Magpies are a most familiar bird in the Peace Country, and in many areas of the world. Large, raucous, and distinctly coloured, the magpie is a bird that is hard to miss.
They are also very interesting – and intelligent – birds. As part of the crow family, they are crafty and resourceful. They are also quirky.
Here are just a few interesting tidbits about magpies:
The name magpie comes from Pied Margot (pied meaning black and white, and Margot… perhaps a rather vocal person someone once knew?). In Macbeth, Shakespeare uses both “magot pie” and magpie to describe the bird of ill-omen:
“The craftiest murderers have been exposed by the mystical signs made by crows and magpies.”
The latin word for magpie, pica, is also the origin of the name of the eating disorder. People with pica will eat strange things, just like magpies.
Magpies make caches for their food, digging holes with their beaks and stuffing them with choice bits for later. They’ll check the cache, and check to see if anyone saw them making it. They might come back (magpies have wonderful memories) or they might not.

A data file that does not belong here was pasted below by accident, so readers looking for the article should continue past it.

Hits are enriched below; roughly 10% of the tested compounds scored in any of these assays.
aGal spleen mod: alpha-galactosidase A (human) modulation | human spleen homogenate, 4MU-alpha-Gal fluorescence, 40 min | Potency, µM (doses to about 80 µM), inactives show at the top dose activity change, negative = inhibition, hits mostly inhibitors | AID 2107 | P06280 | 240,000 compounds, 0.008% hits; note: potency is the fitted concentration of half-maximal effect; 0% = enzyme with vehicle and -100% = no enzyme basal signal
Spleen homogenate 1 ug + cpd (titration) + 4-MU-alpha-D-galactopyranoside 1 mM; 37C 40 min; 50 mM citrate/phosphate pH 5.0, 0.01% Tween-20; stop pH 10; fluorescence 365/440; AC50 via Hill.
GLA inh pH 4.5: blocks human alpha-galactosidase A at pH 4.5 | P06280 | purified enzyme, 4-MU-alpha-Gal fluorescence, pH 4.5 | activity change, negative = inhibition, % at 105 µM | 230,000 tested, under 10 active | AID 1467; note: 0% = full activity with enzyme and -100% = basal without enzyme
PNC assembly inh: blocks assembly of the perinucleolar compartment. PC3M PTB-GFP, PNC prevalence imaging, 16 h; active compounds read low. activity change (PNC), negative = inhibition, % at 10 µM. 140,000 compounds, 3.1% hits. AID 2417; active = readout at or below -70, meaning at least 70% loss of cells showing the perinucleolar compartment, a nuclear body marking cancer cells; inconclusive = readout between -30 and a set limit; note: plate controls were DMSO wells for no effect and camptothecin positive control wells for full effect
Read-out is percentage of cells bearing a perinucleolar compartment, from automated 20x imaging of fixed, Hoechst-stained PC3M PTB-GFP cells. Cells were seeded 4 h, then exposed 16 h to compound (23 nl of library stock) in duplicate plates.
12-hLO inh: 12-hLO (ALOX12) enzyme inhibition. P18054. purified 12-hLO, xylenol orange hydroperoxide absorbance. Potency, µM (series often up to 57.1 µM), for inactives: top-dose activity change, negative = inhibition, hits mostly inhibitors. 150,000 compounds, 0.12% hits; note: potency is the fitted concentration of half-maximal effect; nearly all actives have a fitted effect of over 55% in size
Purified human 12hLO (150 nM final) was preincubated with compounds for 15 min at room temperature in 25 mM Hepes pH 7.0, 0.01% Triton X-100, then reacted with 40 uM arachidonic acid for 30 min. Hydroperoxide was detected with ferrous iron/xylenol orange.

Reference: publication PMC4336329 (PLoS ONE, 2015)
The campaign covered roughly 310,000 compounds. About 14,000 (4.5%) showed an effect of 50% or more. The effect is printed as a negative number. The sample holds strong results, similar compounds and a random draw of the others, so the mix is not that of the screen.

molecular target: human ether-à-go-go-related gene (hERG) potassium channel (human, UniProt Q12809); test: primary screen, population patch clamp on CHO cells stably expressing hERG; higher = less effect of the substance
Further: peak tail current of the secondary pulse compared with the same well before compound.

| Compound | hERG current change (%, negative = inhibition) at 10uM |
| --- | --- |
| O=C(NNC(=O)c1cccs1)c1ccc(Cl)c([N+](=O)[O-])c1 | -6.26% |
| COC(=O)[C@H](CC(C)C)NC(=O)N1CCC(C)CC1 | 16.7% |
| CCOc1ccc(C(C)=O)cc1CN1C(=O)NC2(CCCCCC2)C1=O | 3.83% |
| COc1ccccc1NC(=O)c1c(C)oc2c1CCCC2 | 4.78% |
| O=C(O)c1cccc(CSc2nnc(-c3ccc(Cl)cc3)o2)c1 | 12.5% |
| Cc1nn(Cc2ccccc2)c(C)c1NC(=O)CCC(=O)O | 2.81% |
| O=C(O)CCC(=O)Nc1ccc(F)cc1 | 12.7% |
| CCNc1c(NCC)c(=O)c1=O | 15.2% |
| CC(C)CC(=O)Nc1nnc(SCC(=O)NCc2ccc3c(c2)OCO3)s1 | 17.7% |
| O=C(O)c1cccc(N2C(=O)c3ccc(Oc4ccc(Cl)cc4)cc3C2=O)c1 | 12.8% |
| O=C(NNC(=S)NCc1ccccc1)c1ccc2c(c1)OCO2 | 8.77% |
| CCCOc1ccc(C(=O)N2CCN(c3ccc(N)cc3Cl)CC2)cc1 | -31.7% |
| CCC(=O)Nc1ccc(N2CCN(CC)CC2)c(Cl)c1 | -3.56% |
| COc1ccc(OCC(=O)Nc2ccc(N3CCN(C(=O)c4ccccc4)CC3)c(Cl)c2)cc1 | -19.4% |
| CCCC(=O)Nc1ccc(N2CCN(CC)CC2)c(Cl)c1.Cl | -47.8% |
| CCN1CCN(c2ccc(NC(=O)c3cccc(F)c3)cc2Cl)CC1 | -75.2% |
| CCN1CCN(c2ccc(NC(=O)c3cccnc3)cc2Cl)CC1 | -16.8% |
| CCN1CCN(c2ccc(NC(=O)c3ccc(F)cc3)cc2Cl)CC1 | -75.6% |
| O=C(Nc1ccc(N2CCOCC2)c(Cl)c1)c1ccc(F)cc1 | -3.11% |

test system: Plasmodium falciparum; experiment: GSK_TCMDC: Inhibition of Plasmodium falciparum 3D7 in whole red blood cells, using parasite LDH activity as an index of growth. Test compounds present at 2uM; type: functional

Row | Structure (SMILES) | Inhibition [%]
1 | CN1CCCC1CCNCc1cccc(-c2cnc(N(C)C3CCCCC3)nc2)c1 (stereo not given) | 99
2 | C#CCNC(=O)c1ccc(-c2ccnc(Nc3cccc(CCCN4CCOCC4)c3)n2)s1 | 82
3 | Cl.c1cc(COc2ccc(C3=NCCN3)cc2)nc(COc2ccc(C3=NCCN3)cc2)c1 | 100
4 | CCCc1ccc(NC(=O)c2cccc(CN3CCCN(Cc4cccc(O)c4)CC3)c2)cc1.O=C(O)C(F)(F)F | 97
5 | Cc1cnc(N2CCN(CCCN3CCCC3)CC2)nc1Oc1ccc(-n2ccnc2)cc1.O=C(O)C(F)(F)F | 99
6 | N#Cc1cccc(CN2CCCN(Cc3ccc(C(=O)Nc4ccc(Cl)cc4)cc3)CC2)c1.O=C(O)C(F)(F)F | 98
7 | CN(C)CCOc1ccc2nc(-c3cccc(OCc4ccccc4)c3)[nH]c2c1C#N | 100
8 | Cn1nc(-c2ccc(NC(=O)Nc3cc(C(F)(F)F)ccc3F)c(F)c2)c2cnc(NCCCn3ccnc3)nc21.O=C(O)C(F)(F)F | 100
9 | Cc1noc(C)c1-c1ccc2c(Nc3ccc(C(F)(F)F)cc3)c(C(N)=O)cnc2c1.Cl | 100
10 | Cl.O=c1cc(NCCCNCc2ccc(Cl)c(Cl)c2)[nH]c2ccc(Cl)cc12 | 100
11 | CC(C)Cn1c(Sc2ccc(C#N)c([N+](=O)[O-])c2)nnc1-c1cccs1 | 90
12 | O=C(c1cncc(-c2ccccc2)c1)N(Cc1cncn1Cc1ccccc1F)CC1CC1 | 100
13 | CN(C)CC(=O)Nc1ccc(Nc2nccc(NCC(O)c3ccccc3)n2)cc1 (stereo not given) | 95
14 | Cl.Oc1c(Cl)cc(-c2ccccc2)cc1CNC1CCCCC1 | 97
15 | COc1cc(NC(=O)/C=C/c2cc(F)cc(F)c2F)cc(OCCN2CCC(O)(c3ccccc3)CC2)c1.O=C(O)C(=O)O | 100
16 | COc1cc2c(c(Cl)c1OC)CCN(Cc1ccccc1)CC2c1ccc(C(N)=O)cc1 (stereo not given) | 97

Magpies build large, messy nests that almost always include a hood, or roof on top, or a nest shaped like a dome or a hive. It takes the magpie couple over a month to build a new nest. Wouldn’t you think they could make a neater job of it with all that time to work with? Yet, the nests must be comfortable since they are reused by magpies or taken over by other birds.
Magpies mate for life. Well, unless they want a divorce. Curiously, studies with much different results seem to show that Albertan magpies separate far more often than their counterparts in South Dakota.
Magpies place ants on their feathers for grooming, enjoy sun-bathing, and can scratch their heads with their feet like dogs.
Anyone have a great picture of a magpie? We’d love to post it here on Town Spirit 🙂 Email any tips, pictures or news from the Peace Country to firstname.lastname@example.org and share with the rest of us!